Camera Japan 2017 has pulled together some of the best anime films made in the last year with a Ghibli classic thrown in for good measure. It’s a mixture of the biggest box-office earners and all are critical darlings (although I’m not sure about the recently released, Your Voice). Many of these films have become cultural lightning rods for Japanese people and anime fans worldwide as awareness of anime has spread worldwide and really rocketed in the last few years. Indeed, the mainstream critics are taking notice, ensuring that a huge audience are watching these film and distributors are placing them in cinemas for limited runs. The best example is In This Corner of the World which won Best Film at the Japan Academy awards. That too has become a huge hit worldwide and the screenings I attended in both the UK and Japan were packed.
All of these films have become break-out success stories around the world with each one getting a release in territories from Asia to America and I am fortunate enough to work for a film festival where we have programmed all but two. If you get the chance to see them all in one place, do! Camera Japan is the best opportunity to do that in Holland!
Not only do you get feature-film goodness, there are animated shorts which will show the strength of a new generation of Japanese animators.
To get a full overview of the festival, click on this link.
Here’s the low-down on what has been programmed:
Running Time: 110 mins.
Director: Sunao Katabuchi
Writer: Sunao Katabuchi (Screenplay), Fumiyo Kono (Original Creator)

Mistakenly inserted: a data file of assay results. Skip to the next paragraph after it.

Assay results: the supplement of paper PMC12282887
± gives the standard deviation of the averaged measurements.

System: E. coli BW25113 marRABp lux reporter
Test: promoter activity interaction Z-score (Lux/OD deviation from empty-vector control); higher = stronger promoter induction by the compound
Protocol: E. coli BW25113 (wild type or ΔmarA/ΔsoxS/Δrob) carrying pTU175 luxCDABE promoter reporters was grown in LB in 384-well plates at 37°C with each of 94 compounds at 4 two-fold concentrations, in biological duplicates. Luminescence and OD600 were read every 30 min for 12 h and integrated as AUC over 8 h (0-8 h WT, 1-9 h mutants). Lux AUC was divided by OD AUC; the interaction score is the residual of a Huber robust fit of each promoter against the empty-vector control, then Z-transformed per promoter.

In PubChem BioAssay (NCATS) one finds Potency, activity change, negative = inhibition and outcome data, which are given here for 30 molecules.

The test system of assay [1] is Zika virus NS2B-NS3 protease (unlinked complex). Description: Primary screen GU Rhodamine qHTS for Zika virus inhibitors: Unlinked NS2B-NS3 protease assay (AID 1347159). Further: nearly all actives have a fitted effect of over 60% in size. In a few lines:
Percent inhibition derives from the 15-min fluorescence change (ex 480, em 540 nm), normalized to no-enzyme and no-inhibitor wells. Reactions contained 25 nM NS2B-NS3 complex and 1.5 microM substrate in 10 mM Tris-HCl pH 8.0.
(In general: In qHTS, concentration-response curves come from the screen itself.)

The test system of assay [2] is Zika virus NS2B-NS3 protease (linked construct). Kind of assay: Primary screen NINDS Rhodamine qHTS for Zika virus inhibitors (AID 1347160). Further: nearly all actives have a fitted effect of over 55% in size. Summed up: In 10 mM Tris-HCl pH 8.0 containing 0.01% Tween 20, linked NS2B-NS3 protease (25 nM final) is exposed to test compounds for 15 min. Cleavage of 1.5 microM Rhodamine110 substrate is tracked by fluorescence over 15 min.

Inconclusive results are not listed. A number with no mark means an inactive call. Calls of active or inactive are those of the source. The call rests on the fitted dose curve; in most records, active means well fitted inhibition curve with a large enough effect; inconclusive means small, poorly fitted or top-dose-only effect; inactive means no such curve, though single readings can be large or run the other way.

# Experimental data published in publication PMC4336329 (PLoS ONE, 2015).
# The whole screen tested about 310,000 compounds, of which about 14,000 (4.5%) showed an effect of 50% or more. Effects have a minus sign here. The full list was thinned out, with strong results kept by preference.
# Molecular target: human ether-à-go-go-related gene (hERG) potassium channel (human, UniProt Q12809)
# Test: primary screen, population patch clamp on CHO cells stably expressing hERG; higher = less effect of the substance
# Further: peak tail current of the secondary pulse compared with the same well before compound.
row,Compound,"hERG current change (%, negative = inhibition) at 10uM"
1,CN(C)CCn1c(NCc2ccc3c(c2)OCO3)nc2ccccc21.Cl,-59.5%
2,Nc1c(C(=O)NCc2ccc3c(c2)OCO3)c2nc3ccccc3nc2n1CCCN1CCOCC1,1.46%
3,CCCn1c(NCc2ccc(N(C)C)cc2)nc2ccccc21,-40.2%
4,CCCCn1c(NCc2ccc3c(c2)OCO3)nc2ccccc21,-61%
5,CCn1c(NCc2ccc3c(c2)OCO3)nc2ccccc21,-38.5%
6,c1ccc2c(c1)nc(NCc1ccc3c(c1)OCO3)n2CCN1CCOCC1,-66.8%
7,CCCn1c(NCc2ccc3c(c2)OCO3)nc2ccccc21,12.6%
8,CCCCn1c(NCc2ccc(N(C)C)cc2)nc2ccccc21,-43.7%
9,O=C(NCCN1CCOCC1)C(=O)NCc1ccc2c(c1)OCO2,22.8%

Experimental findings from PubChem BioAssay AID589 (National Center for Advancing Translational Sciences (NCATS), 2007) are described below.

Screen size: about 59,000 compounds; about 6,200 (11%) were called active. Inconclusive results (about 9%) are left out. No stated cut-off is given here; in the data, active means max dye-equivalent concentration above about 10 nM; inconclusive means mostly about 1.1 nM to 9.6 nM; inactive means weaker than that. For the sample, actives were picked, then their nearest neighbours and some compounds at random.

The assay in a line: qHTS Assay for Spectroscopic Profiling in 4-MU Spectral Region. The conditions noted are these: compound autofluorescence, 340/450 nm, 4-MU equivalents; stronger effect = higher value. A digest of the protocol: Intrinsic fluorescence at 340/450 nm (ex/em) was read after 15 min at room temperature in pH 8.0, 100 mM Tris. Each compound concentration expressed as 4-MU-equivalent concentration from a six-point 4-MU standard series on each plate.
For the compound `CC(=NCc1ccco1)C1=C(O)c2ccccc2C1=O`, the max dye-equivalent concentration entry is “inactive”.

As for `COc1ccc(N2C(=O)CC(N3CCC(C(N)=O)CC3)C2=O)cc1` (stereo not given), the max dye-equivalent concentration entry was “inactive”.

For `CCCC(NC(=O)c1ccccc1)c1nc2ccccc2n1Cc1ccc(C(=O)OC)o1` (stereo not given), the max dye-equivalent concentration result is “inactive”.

Animation Production: MAPPA
Starring: Rena Nounen (Suzu Urano), Daisuke Ono (Akira), Mayumi Shintani (San), Shigeru Ushiyama (Entaro), Megumi Han (Sumi), Minori Omi (Michiko), Natsuki Inaba (Harumi), Yoshimasa Hosoya (Shuusaku),
Probably the biggest anime not named Your Name, this film took the Animation of the Year award at the 40th annual Japan Academy and I am not surprised since it is a beautiful and stately film about an absent-minded artistic young woman trying to survive the hardship of war. It has also won the Hiroshima Peace Film Award at the Hiroshima International Film Festival in November last year and the film magazine Kinema Jump named it the best Japanese movie of 2016 and it awarded Katabuchi the Best Director Award.
The film was orchestrated by Sunao Katabuchi who directed the awesome Mai Mai Miracle and the TV anime Black Lagoon. It was animated by the studio MAPPA (Shingeki no Bahamut: Genesis, Terror in Resonance).
Synopsis: Suzu Urano is a Hiroshima girl from a close-knit family but when she marries a naval officer, she has to move from Hiroshima City to Kure, the city which launched the battleship Yamato and the site of one of Japan’s largest naval bases. As a new housewife, she encounters uncertainty in her new family, her new city, and her new world but she perseveres and finds happiness even as the war grinds on and comes closer to home.